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What’s to Blame for Venezuela Blackout?

As half of Venezuela, including much of the capital Caracas, plunged into darkness during electrical outages Tuesday, the country’s president used Twitter to go on the offensive.

Saying that his government had stabilized the electrical system while directing blame for the outage at political opponents, President Nicolas Maduro posted on Twitter, “It’s evident that behind this is the hand of those who want to weaken our homeland. We follow the path of work and prosperity. Unity and progress!” Maduro was vice president under Hugo Chavez, who died in March.

Venezuela’s energy ministry blamed the problems on transmission line failures, while opposition politicians accused Maduro’s government of failing to invest enough in the grid, according to an Associated Press report.

The blackout reportedly caused traffic chaos and struck several states in Venezuela, but the oil industry—which is powered by separate generators— was not affected, said a Reuters report. The report, citing a government official, said it would take several hours to restore full power. (See related story: “Hugo Chavez Leaves Venezuela Rich in Oil, but Ailing.”)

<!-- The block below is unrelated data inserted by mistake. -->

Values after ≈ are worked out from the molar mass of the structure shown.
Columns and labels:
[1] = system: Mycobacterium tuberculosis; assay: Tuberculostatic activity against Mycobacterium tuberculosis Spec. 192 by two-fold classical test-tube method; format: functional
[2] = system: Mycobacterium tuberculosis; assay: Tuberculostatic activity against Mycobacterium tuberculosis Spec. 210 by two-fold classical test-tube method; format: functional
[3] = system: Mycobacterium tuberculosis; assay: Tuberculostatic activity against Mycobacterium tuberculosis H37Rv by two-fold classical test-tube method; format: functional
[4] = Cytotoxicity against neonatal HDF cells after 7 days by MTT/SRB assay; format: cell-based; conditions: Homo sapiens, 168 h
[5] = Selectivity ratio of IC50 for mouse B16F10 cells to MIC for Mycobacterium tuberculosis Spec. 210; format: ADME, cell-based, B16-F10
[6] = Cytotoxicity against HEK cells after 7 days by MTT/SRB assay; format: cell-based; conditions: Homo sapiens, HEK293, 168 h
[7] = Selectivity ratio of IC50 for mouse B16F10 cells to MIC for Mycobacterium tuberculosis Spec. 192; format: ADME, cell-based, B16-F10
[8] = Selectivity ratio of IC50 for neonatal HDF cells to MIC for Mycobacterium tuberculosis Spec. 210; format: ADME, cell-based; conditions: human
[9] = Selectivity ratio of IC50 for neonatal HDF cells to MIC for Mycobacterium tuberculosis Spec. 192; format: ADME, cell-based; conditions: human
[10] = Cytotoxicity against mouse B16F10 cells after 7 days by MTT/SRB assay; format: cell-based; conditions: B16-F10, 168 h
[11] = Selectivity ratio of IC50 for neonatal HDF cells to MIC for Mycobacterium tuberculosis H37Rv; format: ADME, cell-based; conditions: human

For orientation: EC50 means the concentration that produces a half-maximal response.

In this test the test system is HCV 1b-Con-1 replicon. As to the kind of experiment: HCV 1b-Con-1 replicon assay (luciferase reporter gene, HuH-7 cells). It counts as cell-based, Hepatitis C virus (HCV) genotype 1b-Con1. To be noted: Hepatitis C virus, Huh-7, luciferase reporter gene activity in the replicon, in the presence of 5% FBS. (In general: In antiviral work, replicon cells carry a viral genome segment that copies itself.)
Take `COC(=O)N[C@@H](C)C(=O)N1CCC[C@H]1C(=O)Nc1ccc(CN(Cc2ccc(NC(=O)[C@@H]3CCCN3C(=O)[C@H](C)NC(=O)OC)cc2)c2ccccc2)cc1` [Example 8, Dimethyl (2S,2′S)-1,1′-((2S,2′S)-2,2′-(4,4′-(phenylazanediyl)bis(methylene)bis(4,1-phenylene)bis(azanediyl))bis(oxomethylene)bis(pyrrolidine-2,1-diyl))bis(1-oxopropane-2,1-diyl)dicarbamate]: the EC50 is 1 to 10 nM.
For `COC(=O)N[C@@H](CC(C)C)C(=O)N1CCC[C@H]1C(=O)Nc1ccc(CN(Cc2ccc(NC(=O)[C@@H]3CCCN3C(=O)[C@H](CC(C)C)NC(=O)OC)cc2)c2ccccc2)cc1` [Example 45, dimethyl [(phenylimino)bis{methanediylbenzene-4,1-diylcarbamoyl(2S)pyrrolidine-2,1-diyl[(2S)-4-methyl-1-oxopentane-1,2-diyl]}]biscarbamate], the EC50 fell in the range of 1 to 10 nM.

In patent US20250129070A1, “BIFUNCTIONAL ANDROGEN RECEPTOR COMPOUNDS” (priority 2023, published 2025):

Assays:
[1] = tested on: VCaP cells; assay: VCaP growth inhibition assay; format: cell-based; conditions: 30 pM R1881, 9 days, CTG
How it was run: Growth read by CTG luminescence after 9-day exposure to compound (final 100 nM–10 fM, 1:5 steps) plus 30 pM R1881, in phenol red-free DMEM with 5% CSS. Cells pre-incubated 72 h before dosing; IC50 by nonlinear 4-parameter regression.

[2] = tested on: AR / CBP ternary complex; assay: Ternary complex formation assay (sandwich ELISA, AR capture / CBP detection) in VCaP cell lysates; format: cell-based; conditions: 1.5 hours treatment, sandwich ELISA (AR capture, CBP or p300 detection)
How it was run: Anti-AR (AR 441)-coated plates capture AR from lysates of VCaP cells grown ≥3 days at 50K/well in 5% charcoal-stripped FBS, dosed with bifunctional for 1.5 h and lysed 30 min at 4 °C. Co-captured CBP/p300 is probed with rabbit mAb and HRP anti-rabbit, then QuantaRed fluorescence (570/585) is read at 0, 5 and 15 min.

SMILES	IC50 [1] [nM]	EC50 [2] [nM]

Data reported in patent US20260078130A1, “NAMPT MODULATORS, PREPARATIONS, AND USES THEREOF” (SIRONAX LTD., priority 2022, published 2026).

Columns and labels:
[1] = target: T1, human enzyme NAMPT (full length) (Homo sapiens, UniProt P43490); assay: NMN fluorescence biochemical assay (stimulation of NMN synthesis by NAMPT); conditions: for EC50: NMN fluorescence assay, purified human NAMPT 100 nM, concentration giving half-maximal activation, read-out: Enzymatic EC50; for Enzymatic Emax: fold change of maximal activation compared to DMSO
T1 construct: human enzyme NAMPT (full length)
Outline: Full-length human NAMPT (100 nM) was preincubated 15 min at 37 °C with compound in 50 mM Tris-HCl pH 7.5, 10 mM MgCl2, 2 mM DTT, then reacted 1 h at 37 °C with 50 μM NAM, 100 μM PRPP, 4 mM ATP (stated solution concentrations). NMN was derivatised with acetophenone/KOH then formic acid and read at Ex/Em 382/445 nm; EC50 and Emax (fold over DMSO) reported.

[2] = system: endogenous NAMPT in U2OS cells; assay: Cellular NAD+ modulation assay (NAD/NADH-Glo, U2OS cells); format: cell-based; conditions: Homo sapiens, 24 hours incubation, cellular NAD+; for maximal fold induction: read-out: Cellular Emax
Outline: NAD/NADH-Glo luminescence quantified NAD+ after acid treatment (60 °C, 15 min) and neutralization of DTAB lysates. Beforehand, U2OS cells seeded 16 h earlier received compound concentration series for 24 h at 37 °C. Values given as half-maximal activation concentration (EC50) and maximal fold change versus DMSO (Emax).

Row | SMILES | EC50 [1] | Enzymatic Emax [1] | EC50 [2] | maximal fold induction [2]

Venezuelans pay the lowest prices in the world for gasoline, but the country’s economy has been hobbled by inflation and stunted in terms of growth, a situation even the current finance minister acknowledged just this week. (See quiz: “What You Don’t Know About Gas Prices.”) “This is a government that has won 18 elections, that has had social achievements,” the BBC quoted Nelson Merentes as saying in a television interview. “But it still has to be successful on the economy.”

The word that Venezuela’s oil industry remains unaffected for now by the grid problems is a saving grace for the country, which derives half of its federal budget revenue from oil exports and is a top supplier of oil to the United States. But Venezuela’s oil production has fallen off significantly over the last decade, contributing to its economic woes.

Just last month, Venezuela declared a 90-day state of emergency for the electrical sector, effectively renewing a previous declaration in April. The Venezuelan government newspaper reportedly said, “while notable effort has been made by several parties in the national electrical grid to enlarge generation and diminish blackouts, some more work is needed to overcome the state of emergency, taking measures to improve the system reliability.”